rejects deal settling Navajo, Hopi land feud
By John Christian
WINDOW ROCK — The Government Services Committee narrowly
rejected an agreement Monday aimed at settling the Navajo-Hopi
Orlanda Smith-Hodge and Mel Begay expressed concern
that the pact under consideration lacked any supporting
resolutions from the chapters affected by the proposed
Duane Tsinigine, who sponsored the legislation, along
with Deputy Attorney General Harrison Tsosie and Chief
Legislative Counsel Ray Etcitty said there only two
alternatives: negotiate an agreement or continue litigation.
main thing to consider is that no land ownership will
change hands and no Navajo families will be relocated,
Tsosie said. The pact basically spells out that both
Navajo and Hopi will respect each other's traditional
religious practices and the right to practice them without
interference, he added.
filed suit in 1974 against the Navajo seeking half of
a seven-million acre tract that the tribe claimed was
its homeland. In 1992 the District Court ruled the Hopi
were entitled to only 62,000 additional acres.
Hopi appealed the decision, this time arguing that some
of their religious shrines and sacred sites were located
on Navajo. In 1994, the Appellate Court upheld the earlier
decision regarding the land claim, but noted that some
religious issues remained unresolved.
a settlement with Hopi was the best option, Etcitty
said. He told the committee up front that he lived in
Jedditto, within the disputed Bennett Freeze area. By
negotiating, the tribes retain control over the outcome.
If it continues in litigation "some white Anglo
court judge, sitting in Phoenix, will make the decision,"
be even more costly to continue the litigation, Tsinigine
The key elements
of the proposed settlement are:
- No land
monetary claims are waived;
- The Bennett
Freeze would end;
tribes maintain access to religious sites on the other's
Enforcement of settlement provisions would be by arbitration.
each side gives a little under the agreement, Tsosie
question is what did Navajo gain by the compromise,
asked GSC Chairman Ervin Keeswood Sr. It appears that
Hopi got more out of it, he said. For example, Hopi
are allowed to come to eagle nests on Navajo and take
18 eaglets a year, while Navajo are only allowed 12,
ownership of the land, Tsosie said. Also Hopi can only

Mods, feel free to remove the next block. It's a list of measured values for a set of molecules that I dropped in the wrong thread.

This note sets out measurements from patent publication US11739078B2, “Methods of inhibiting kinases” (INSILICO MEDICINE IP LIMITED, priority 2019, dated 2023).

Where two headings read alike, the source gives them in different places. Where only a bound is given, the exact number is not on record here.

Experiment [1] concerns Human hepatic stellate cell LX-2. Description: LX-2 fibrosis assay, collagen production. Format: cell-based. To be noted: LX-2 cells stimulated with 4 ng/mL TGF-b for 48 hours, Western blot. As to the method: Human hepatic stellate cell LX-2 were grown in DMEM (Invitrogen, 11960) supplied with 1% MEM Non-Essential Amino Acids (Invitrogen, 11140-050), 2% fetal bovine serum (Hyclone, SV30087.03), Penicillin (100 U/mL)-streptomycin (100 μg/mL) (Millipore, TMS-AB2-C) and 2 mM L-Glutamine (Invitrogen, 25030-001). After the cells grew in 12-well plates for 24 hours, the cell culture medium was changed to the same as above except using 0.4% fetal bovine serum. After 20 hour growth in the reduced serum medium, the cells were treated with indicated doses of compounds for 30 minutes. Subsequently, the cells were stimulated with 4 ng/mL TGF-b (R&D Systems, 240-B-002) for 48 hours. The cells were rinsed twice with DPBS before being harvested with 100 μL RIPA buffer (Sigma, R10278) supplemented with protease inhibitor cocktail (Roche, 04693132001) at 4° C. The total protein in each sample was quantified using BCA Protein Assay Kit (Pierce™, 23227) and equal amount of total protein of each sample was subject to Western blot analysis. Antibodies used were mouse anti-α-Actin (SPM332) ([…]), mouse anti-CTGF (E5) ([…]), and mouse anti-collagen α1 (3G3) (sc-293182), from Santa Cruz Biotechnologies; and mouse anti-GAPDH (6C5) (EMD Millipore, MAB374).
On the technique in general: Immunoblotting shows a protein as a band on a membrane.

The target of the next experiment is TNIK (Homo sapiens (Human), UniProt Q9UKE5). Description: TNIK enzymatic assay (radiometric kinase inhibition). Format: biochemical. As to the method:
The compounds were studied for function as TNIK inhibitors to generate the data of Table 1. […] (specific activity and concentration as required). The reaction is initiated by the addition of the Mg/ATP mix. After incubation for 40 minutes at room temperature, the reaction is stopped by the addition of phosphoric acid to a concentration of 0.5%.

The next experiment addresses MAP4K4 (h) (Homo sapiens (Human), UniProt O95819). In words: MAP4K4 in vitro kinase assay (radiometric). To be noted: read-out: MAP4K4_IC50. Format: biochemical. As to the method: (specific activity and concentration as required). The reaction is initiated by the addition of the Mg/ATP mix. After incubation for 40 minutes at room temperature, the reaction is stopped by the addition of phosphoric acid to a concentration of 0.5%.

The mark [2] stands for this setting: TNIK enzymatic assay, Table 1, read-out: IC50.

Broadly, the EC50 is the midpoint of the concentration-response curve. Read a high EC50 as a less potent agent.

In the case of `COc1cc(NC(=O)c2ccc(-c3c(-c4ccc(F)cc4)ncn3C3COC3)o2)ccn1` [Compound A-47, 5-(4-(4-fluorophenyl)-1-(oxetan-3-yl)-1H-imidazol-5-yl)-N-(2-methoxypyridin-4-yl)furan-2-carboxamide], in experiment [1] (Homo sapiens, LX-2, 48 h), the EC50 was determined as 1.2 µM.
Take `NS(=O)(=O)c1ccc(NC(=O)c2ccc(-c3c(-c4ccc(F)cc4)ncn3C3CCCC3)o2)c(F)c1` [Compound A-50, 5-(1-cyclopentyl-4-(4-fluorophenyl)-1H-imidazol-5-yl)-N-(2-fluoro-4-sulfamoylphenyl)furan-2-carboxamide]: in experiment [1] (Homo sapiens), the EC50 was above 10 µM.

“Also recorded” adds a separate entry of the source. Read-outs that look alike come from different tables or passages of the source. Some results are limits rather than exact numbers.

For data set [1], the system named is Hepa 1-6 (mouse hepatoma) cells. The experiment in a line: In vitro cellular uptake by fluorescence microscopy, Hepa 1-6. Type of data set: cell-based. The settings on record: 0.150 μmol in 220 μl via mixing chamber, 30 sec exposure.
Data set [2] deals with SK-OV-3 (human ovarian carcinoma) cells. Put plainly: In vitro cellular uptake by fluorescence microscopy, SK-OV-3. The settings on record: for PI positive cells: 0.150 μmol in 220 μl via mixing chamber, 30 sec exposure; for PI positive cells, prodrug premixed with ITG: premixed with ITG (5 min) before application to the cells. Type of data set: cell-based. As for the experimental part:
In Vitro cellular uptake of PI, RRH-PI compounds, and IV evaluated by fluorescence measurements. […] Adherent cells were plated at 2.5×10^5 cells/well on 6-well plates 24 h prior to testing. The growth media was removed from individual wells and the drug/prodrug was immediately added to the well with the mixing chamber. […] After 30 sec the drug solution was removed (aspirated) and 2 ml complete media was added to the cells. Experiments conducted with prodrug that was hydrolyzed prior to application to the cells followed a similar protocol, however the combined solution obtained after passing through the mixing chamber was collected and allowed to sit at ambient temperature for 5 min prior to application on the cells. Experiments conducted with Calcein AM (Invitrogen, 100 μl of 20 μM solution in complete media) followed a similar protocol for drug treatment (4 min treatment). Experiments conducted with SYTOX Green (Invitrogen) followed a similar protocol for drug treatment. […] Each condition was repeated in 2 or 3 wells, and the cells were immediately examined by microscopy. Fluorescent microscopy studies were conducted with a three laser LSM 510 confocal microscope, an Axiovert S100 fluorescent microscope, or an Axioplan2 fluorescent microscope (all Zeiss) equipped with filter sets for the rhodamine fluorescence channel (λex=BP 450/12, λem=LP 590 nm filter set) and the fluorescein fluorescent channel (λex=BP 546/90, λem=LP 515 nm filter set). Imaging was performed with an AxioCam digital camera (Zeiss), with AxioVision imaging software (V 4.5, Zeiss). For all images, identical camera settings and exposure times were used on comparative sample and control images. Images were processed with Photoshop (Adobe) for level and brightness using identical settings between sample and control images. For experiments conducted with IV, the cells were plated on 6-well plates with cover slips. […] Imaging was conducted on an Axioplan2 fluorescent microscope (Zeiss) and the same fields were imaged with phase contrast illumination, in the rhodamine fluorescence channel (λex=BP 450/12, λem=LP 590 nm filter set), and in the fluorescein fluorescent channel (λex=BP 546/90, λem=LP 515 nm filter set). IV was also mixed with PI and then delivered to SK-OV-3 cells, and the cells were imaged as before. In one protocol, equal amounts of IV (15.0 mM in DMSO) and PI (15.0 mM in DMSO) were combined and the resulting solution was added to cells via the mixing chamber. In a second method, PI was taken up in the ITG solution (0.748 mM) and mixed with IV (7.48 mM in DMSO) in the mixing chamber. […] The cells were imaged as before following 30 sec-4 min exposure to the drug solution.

collect "fledgling golden eagles and hawks"
at specific sites addressed in the pact, Tsosie explained.
In return, Navajos will get access to springs and sites
on Hopi, he added. Religious sites for both tribes contain
an 800-foot easement, or right of way, Tsosie said.
Fish and Wildlife Agency will issue permits for the
collection of eaglets, Etcitty said. Basically, "the
Hopi didn't trust us and we didn't trust them"
as far as monitoring eagle collections, Etcitty said.
met with representatives from the Medicine Man's Association
before agreeing to that provision, Tsosie said.
eagles were more important to the Hopi, while Navajos
wanted access to the springs and the right to take some
of the water," Tsosie said. "It's a good settlement."
to end the long-time feud begin with both tribal councils
approving the pact, Tsosie said. Then the Secretary
of the Interior would have to sign off on it, before
it goes back to the court, where the judge must also
A final more
symbolic step would then have the Congress accept the
compact and lift the Bennett Freeze, Tsosie said. But
once the judge signs off the settlement goes into effect
whether Congress acts on it or not, Tsosie explained.
the Hopi don't approve, or the Navajo doesn't, then
where are we at?" asked GSC member Leo R. Begay.
"Probably back in litigation; and there would probably
be no settlement in our lifetimes."
asked if this compact was the final agreement, or if
the Navajo Nation Council could still make changes.
council could make changes, but the Hopi probably wouldn't
like it," Etcitty said.
attempt to alter the settlement now would result in
an end to negotiations, Tsosie said.
compact refers to "traditional" religious
ceremonies, Tsosie noted. For example, he said, a Navajo
couldn't go on Hopi for a Sun Dance.
Sun Dance isn't one of our tradition ceremonies,"
he said. "It's a Lakota tradition."
squabbling over just what is traditional is still a
possibility, Etcitty said. Some Navajos would insist
that peyote is a traditional practice, while others
would disagree, he said.
settlement is the best possible solution, Etcitty said.
is the closest we've been to a settlement in 12 years,"
against the pact, 3-2.
With a special
council session set for Friday, Tsinigine is pushing
to get this compromise on the agenda.